All this armor made it for an exceptionally heavy tank, at 64 tons compared to the Centurion’s 51. The only source of power available was the proven Rolls Royce Meteor, in a souped-up version of the WW2 Cromwell and Centurion 650 hp, coupled with a 5-speed Merrit-Brown Z51R Mk. F gearbox. Its top speed and range were consequently severely limited, and the stress both on the engine, transmission (only 800 hp), and suspensions took its toll, making it mechanically unreliable. Tactical mobility in addition was limited by the few bridges capable to handle it weight. However the small roadwheels resting on many bogies and wide tracks had the effect of giving similar traction and mobility performances as the Churchill, if not better. It could climb and go in some places the centurion couldn’t, despite the latter was 13 tons lighter.
The IS-3 main gun indeed was ill-designed for accurate long-range fire, fast rate of fire or was limited in its ammunition capacity due to old-fashioned two-stage rounds. On the contrary, the British Royal Ordnance L1 120 mm rifled gun was tailor-made and much more capable gun than the IS-3 at long range. In fact, all studies shown that it was capable to out-range the IS-3 by a generous margin. That, in theory, would have rendered heavy armor unnecessary, but experience showed that engagements rarely occurred in optimal distances and terrains. The secondary armament comprised two cal.30 Browning machine guns, one coaxial and the second placed on the roof, manned by the tank commander.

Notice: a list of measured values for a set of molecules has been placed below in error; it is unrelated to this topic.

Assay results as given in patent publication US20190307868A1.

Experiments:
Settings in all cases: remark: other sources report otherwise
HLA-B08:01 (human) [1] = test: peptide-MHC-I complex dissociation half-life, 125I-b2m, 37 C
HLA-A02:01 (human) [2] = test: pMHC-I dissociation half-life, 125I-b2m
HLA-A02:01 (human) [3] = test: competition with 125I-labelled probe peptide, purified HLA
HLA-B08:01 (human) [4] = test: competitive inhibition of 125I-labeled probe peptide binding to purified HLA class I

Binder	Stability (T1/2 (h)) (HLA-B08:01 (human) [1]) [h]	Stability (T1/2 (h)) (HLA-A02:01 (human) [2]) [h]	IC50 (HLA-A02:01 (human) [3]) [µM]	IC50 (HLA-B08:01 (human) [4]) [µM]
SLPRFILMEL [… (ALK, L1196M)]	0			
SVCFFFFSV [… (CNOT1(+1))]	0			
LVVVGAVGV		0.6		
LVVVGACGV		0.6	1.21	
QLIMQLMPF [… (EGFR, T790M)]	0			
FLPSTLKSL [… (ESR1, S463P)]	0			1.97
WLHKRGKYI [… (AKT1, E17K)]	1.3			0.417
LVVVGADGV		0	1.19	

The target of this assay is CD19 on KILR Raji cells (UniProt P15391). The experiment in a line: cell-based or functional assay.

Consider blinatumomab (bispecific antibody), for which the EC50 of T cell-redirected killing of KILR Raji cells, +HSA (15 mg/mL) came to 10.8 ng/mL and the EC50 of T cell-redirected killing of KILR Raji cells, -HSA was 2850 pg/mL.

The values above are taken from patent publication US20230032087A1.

It should be noticed that the commander had an advanced rotating cupola, providing an equally advanced fire control system as he could align it on a target independently of the turret, to measure the range with a coincidence rangefinder. He could then direct the gunner on the laying and azimuth parameters which were mechanically indicated in the cupola. This was a very early “hunter-killer” mode allowing to rapidly engage several targets. At the same time, the Soviet TPKU-2 and TKN-3 did not use a rangefinder.
FV214 Conqueror Mk I This first version (20 built) had three periscopes for the driver. FV214 Conqueror Mk II This second, more produced version (160) had redesigned frontal armour plates joins but a single rotatable periscope for the driver, and a modified, improved exhaust system. FV215: A semi-SPG design with a FV200 chassis mounting a limited traverse turret armed with a 183 mm gun. Only a wooden mockup was produced.
The FV221 Caernarvon
Considered as a stopgap tank before the heavy turret was ready, it was nonetheless part of the FV 200 lineage. At the end, the Centurion was found better. Only the Caernarvon mobility was judged satisfactory, as its turret was far lighter and its engine at least on paper (800 hp vs 650 hp) much more capable. But in terms of speed and range, it lagged behind. They were given the Mk III 20 pounder turret of the Centurion mark II but never really hit their mark as main battle tank and after a single prototype Mark I, only a short experimental serie (21) Mark II was released.
FV222 Conqueror ARV